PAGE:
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A year in the life
2:57pm Monday 14th May 2012 in Gardening
VISITORS to this year’s RHS Chelsea Flower Show (May 22 to 26) will no doubt see spring flowers in bloom long after their natural flowering period, while late summer perennials and other flowering plants will be brought forward in artificial conditions to ensure they are flowering for the event.
But Arne Maynard, garden designer of the Laurent-Perrier Bicentenary Garden at this year’s show, says his aim is to create a usable gardeners’ garden that works through all seasons.
It’s his second garden for Chelsea and Maynard said: “The garden is designed to be an inspirational yet achievable realisation of enduring elegance – something that can be grown and enjoyed in a real situation. It will bear fruit and provide flowers throughout the year, with each element having its time to shine.”
Low-level topiary and pleached copper beech trees provide structure and beautiful colour all year round, as the copper beech leaves turn a stunning golden colour over winter.
Rich, deep burgundy, soft pinks and pale lilacs make up the colour scheme and plants which add a romantic veil during the summer months include roses, poppies, salvias, geraniums and dianthus.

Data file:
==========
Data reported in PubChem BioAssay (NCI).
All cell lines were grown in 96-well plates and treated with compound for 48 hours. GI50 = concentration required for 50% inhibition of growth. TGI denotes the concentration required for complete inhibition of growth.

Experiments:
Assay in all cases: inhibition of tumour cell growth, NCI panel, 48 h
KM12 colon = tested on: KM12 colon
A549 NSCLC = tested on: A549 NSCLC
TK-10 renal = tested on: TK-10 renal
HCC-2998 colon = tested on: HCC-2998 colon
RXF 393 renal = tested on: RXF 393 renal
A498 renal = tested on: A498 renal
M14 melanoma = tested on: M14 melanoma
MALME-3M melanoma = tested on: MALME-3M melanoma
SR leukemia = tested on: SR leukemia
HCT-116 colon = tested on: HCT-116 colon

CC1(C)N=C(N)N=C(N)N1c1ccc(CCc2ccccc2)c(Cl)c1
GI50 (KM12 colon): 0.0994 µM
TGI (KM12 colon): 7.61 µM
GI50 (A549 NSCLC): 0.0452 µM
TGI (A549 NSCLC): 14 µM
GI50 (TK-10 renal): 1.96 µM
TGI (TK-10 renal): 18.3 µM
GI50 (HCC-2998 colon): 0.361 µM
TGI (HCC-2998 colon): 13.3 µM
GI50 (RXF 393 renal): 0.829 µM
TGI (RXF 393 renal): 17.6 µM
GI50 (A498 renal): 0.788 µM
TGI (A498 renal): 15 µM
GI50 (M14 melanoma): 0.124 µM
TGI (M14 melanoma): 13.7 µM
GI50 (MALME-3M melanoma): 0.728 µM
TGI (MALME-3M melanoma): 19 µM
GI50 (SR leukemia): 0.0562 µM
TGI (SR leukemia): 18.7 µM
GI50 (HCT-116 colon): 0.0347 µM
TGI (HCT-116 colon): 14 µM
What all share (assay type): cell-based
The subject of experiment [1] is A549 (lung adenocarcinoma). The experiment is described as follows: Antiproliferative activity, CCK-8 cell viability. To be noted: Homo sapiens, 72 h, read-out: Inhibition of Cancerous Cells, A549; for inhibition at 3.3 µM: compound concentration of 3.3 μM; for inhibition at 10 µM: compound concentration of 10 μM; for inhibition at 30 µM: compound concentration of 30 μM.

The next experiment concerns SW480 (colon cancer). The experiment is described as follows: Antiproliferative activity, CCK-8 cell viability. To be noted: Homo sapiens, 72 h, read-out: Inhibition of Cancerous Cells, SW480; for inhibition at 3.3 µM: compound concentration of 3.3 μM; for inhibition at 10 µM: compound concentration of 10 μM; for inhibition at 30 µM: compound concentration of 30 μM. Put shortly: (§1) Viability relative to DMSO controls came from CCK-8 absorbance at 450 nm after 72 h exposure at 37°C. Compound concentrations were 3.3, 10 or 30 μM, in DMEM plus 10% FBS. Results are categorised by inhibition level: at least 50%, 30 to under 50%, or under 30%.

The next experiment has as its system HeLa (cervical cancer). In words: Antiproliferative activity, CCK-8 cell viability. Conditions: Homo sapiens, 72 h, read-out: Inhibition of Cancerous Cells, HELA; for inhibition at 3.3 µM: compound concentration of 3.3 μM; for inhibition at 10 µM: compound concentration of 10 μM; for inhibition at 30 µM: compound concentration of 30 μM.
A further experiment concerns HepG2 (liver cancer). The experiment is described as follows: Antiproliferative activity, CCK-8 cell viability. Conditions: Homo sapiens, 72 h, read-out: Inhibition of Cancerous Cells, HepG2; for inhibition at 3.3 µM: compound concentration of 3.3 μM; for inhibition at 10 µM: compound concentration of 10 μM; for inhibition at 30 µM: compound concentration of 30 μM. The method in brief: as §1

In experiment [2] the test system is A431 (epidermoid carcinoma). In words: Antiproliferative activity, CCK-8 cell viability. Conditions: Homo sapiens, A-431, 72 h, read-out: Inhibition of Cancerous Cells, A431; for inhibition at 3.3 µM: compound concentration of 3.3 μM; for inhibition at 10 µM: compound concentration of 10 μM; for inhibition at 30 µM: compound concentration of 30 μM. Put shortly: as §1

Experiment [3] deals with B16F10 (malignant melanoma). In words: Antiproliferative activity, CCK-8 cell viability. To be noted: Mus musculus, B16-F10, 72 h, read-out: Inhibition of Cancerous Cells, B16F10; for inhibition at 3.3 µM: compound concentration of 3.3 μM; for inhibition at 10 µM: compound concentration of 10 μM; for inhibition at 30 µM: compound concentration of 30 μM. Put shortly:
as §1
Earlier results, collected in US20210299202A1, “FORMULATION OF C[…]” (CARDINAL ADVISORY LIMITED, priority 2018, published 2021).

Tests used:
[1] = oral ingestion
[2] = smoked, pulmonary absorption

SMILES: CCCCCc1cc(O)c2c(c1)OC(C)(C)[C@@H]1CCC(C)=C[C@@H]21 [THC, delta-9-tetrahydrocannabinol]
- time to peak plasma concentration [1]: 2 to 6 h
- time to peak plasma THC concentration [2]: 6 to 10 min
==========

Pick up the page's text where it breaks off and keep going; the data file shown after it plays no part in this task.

“Creating a garden with yearround interest, for most gardeners, is a gradual process,”
he said. “It takes time to gather plants that work well in the different aspects of a garden and to work out successful plant combinations.”
He offers these tips to create a garden with year-round interest.
UNDERSTAND YOUR GARDEN.
Look at its aspect, soil type and consider the effect you are hoping to create. Your choice, whether it be a neat, clipped look, or a billowy, natural feel, will affect your choice of plants.
VISIT A LOCAL NURSERY OR GARDEN CENTRE EVERY MONTH FOR IDEAS.
Look for colours that will suit a particular area of your garden and include flowers and foliage.
LOOK FOR PLANTS THAT SEEM TO THRIVE IN NEIGHBOURS’ GARDENS.
Also look for those that appear naturalised in hedgerows or fields.
DON’T BE AFRAID OF TREES.
Even in small gardens, a wellplaced tree can set everything else off.
KEEP YOUR PLANTING SCHEME TIGHT.
Either choose a colour scheme or a limited palette of plants, to ensure your garden feels like one whole space rather than a series of separate spaces. Repeat a few plants throughout the scheme to give the garden an elegant simplicity.